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Trochanteric Bursitis

What is trochanteric bursitis?

Trochanteric bursitis is a common cause of hip pain. It can be a debilitating condition as it tends to persist in time and recur pain subsides. It is due to inflammation of a fluid-filled sac (bursa) around a part of the hip joint known as the greater trochanter.

What causes torchanteric bursitis?

Trochanteric bursitis is more common in women and in middle-aged people, although it can be present on literally anybody. Below are some potential causes of trochanteric bursitis; however, in many cases, the cause is unknown.

  • Injury to the hip joint (due to a fall, bumping into things, or lying on one side of the body for extended periods of time)
  • Repetitive stress to the hip joint (such as due to climbing, running, standing for extended periods of time)
  • Spine-related issues (including scoliosis and lumbar/lower spine arthritis)
  • Stress on nearby soft tissue (such as due to leg-length differences leading to poor joint positioning)
  • Other medical conditions (including rheumatoid arthritis, gout, psoriasis, thyroid disease, drug reactions, or even infections)
  • Previous surgery around the hip joint
  • Extra bony growths or mineral deposits in ligaments near the greater trochanter

What are symptoms of torchanteric bursitis?

The main symptom of trochanteric bursitis is pain near the hip joint (on the side), in your thighs or in your buttocks. Initially, this pain is described as “sharp” or “intense;” later, the pain becomes “achy” and can spread to other areas near the hip. Other symptoms can include:

  • Pain that is worse at night
  • Pain when lying on the affected side
  • Pain when you push on the outside portion of the hip joint
  • Pain that worsens when you get up from a seated position like from a car or chair
  • Pain when walking up stairs

The main issue with trochanteric bursitis is that it can sometimes progress to tearing of the tendons around the bursa. Those tendons are known as the rotator cuff of the hip (gluteus medius and minimus) and can sometimes suffer from the constant inflammation.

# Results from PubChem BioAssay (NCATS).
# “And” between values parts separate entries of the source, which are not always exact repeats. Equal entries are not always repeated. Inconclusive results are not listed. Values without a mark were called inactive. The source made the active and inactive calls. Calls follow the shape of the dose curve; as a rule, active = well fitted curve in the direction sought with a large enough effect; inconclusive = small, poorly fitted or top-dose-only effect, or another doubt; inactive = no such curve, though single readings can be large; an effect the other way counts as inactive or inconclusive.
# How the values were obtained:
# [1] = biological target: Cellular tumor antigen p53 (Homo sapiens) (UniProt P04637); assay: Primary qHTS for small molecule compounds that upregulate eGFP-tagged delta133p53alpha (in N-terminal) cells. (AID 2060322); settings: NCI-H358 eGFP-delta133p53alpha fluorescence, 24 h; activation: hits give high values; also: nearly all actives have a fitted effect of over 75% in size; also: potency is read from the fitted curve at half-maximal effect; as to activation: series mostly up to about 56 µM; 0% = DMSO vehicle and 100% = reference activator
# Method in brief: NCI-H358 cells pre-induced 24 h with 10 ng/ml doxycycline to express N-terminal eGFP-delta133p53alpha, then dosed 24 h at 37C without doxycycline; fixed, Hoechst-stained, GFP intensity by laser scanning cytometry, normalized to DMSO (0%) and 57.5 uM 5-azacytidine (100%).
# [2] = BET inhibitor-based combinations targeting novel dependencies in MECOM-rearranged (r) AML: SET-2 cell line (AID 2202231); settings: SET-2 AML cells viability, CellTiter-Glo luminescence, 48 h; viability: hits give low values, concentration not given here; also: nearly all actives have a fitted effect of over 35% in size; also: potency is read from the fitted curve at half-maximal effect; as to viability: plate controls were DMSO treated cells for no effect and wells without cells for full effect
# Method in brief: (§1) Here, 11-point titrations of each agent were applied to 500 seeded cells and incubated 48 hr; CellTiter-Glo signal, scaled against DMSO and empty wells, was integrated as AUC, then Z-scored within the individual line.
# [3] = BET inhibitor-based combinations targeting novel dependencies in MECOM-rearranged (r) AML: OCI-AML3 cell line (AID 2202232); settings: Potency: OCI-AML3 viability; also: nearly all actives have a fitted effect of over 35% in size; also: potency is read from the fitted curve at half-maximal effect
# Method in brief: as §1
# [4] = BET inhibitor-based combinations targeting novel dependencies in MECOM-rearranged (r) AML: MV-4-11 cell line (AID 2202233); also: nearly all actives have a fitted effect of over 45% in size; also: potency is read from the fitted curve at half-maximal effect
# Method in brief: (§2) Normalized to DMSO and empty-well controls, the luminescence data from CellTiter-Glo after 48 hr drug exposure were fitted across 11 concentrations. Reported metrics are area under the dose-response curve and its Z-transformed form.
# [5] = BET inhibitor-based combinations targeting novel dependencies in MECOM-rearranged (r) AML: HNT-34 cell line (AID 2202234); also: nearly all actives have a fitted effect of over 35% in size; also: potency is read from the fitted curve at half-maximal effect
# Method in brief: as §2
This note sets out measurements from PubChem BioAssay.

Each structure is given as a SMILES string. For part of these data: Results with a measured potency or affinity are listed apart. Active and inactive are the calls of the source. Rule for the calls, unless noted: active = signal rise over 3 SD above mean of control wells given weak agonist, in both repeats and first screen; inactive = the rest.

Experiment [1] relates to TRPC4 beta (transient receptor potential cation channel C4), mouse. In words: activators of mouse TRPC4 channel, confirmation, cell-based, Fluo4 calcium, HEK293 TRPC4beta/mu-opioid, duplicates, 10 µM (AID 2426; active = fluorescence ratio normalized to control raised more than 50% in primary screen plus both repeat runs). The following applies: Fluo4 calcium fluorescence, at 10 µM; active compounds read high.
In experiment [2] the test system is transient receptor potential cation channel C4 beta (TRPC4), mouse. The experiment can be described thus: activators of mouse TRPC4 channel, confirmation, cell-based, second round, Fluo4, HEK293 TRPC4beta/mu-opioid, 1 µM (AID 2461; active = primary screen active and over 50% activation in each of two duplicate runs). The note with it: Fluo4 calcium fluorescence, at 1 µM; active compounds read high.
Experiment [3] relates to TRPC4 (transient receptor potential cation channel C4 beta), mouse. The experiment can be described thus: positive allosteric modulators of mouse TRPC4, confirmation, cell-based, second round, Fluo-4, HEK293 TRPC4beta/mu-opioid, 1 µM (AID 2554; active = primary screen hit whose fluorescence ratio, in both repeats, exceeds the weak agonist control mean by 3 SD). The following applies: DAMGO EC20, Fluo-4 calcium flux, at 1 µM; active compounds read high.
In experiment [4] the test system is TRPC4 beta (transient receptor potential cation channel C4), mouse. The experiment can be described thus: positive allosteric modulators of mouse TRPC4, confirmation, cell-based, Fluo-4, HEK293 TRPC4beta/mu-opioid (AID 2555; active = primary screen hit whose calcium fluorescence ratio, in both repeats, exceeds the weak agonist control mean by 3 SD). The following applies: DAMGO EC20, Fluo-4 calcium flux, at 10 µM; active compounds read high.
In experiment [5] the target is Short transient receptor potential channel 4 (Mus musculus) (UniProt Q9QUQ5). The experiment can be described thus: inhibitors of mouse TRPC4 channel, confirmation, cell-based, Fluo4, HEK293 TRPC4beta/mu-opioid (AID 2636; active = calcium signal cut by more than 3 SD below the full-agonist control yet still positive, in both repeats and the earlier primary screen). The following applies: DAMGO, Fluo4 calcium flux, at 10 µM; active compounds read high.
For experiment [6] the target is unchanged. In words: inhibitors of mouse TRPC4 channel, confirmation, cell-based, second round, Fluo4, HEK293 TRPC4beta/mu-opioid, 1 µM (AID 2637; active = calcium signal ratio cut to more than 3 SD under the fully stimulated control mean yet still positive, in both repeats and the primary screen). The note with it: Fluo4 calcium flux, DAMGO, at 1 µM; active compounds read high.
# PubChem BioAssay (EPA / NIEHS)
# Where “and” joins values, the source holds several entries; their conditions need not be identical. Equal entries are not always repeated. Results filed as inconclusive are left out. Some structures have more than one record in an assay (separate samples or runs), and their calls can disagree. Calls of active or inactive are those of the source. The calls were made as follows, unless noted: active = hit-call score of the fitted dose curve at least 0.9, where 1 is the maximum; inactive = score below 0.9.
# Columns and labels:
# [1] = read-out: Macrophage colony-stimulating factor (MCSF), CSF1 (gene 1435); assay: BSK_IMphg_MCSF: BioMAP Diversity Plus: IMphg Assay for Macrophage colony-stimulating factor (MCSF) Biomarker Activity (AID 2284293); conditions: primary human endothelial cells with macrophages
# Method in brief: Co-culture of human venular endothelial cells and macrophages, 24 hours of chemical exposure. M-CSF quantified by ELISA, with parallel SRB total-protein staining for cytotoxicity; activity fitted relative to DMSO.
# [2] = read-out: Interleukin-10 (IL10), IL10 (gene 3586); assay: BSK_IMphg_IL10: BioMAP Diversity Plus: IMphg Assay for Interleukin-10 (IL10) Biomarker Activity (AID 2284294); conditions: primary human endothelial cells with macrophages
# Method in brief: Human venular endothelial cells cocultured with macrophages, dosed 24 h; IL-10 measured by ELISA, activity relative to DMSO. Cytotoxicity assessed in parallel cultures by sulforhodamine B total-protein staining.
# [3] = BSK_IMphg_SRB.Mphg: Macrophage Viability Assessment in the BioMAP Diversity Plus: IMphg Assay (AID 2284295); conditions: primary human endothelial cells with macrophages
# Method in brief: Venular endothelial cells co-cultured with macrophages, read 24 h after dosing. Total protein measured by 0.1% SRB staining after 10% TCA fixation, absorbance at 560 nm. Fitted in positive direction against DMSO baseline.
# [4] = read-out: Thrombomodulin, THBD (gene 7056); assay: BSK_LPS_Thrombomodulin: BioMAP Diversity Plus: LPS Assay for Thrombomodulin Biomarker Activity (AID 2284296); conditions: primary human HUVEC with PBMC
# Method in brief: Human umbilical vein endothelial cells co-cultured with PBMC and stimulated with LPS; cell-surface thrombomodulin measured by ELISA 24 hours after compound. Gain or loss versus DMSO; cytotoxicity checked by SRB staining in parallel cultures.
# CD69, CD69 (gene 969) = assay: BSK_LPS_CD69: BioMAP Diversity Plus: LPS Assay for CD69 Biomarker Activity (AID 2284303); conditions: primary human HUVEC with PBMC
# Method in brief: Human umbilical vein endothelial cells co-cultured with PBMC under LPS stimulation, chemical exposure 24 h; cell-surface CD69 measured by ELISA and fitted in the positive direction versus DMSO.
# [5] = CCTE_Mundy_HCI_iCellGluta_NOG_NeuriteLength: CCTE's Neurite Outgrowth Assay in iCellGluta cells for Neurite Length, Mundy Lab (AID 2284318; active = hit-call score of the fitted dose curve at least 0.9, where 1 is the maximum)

How is trochanteric bursitis treated?


The initial treatment for trochanteric bursitis does not involve surgery. Many individuals find relief with lifestyle modifications, including:

  • Avoiding activities that worsen symptoms
  • Nonsteroidal anti-inflammatory drugs (NSAIDs), such as ibuprofen, naproxen and celecoxib, help reduce pain and inflammation
  • Using a cane or crutches to help with walking
  • Physical therapy to increase hip strength and flexibility. This can include stretching the hip joint, rolling therapy, and/or learning to use ice or heat to relieve pain
  • Steroid injections may help with pain relief temporarily (months) or permanently. This involves injecting a corticosteroid (a type of medication that helps reduce inflammation) into the affected bursa.


Surgery is rarely needed for trochanteric bursitis. But if the bursa remains painful despite non-surgical options, then a surgeon can go in and clean the affected bursa arthroscopically. This does not affect the hip joint, and the hip can function without this bursa normally.

How is trochanteric bursitis prevented?

Although trochanteric bursitis cannot always be prevented, there are some things you can do to prevent the inflammation and pain from getting worse. These include avoiding activities that put additional stress on the hips, losing weight if appropriate, and maintaining hip strength and flexibility. It’s also important to correct underlying conditions such as leg-length differences and poor posture.

At a Glance

Dr. Jorge Chahla

  • Triple fellowship-trained sports medicine surgeon
  • Performs over 500 surgeries per year
  • Assistant professor of orthopedic surgery at Rush University
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